All fiction is about the human experience in some way, even when animals are the characters. So who wants to read about a perfect person? Someone who has it all together, always says the right thing, does the correct thing, never reacts in an inappropriate way, never lies, cheats, steals, or schemes? There is no such person. When a reader encounters one, the character's utter perfection becomes a flaw hiding a deep-rooted problem. History shows some great examples. Of course, some of the stories of these historical beings have changed with the telling. There is no one left alive who really knows what Henry VIII or Anne Boleyn were really like. The authors studied events and journals to interpret their personalities. Which is exactly what fiction authors do.
Readers want characters they can empathize with: someone who has faced tough times filled with painful experiences and survived: difficult emotional and/or physical journeys of self discovery and courageous achievement.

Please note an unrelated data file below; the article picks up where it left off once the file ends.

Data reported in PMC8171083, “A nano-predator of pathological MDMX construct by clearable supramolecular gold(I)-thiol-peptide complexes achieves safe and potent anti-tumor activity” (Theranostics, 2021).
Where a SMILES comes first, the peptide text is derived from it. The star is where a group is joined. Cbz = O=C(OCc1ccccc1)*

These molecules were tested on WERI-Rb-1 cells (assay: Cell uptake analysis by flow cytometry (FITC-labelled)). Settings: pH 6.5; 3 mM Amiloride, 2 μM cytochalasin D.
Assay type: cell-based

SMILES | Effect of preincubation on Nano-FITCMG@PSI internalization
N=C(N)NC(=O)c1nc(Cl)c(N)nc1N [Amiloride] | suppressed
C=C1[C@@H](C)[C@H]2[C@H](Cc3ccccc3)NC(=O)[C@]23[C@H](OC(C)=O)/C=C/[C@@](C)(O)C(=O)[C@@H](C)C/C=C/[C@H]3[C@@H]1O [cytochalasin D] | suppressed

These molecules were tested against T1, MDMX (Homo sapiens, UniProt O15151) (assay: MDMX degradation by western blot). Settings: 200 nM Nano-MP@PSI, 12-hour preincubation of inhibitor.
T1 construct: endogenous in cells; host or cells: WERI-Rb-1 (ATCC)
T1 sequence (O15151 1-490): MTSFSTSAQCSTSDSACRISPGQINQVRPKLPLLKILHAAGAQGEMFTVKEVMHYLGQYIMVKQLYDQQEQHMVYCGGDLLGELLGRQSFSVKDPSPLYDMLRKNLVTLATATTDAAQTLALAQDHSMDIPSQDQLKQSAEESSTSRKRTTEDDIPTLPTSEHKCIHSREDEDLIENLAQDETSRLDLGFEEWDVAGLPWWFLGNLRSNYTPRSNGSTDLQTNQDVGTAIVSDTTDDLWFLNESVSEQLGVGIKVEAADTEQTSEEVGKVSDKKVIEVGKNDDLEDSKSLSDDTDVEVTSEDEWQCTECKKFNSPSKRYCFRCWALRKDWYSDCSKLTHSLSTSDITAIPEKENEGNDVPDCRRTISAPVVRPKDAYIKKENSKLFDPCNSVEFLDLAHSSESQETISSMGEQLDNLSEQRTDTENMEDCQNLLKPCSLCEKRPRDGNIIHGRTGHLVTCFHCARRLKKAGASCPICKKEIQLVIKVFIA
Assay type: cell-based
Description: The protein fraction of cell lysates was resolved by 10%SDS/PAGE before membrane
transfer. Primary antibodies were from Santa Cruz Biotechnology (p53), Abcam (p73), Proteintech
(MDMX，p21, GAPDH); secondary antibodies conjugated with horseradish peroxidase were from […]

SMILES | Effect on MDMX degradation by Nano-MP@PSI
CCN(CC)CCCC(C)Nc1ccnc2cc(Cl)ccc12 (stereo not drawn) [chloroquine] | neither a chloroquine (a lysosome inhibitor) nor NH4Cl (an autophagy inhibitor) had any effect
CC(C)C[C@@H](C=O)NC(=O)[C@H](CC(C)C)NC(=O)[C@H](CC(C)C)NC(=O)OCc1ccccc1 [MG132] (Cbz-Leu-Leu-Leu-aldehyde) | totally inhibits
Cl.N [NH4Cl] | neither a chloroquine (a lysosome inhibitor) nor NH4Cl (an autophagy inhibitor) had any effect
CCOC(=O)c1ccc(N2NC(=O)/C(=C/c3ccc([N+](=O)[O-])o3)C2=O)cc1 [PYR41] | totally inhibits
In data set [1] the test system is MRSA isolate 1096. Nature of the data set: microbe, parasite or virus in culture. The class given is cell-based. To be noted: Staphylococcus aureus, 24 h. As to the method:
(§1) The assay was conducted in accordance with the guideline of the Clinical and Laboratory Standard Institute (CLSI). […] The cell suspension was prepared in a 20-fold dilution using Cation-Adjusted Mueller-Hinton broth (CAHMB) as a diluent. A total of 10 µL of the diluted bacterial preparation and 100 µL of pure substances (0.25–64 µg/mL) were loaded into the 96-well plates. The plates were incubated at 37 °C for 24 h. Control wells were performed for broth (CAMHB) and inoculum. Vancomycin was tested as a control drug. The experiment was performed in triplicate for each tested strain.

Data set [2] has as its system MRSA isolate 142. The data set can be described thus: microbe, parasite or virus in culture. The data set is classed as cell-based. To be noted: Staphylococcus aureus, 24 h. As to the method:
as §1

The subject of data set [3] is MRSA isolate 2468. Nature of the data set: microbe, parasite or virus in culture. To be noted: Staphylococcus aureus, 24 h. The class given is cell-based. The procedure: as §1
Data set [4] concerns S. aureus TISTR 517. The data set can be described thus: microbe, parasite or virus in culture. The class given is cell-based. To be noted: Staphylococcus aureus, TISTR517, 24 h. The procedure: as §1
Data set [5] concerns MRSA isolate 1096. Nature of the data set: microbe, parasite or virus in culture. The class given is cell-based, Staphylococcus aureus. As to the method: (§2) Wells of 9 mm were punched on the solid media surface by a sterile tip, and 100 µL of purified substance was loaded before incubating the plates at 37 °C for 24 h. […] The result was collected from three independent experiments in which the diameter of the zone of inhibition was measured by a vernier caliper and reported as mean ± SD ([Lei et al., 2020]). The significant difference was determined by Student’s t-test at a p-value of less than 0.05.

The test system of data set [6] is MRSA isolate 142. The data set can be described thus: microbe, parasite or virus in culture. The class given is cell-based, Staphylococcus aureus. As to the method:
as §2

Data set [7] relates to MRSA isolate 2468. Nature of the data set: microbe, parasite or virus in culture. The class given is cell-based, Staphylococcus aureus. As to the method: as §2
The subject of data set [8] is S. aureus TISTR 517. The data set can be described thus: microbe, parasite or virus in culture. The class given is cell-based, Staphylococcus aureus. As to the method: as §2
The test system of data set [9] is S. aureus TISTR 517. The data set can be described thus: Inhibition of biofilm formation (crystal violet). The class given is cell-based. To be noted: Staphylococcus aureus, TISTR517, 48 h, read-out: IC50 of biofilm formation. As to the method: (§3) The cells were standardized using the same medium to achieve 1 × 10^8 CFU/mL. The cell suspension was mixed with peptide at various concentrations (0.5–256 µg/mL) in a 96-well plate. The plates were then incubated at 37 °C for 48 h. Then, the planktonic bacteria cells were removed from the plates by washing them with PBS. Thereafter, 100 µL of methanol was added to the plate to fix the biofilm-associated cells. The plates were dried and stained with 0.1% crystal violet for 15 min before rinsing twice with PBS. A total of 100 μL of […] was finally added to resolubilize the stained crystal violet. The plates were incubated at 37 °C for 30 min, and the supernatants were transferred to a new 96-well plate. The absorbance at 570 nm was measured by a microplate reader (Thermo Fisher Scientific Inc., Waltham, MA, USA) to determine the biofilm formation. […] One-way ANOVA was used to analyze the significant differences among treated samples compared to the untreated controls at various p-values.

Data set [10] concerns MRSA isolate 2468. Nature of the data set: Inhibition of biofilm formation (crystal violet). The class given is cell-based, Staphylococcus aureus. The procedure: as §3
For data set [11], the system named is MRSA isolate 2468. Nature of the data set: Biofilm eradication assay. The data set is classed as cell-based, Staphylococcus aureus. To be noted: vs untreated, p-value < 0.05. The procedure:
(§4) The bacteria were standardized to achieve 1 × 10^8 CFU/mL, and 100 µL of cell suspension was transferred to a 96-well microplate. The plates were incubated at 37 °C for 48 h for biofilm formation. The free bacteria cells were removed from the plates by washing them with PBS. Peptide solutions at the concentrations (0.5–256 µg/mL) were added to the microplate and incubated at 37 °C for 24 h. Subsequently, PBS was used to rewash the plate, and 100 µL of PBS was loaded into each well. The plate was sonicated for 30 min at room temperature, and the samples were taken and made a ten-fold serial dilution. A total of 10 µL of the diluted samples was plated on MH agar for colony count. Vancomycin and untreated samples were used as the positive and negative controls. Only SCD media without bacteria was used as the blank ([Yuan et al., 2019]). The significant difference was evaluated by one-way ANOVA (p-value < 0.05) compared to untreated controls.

My Black Angel series which starts with Rogue's Rules was about a character whose mind was destroyed, but rebuilt itself as six different personalities. Crewkin also deals with loss when one member of a starship's crew survives the loss of the ship and all her crewmembers after being raised to see them as her total world. While my stories have many other character aspects and faults, most of my stories deal with abandonment or estrangement of some type, and working to be accepted as they are.
Other authors have stories about commitment, loss of all types, overcoming disabilities, learning to accept themselves, the list is near endless. So are the endings. Some survive and thrive, some don't.
Everyone learns something from reading, and I'm sure authors learn about character from the writing process.
What type of character flaws or dilemmas do you like to read about?
Dr. Bob Rich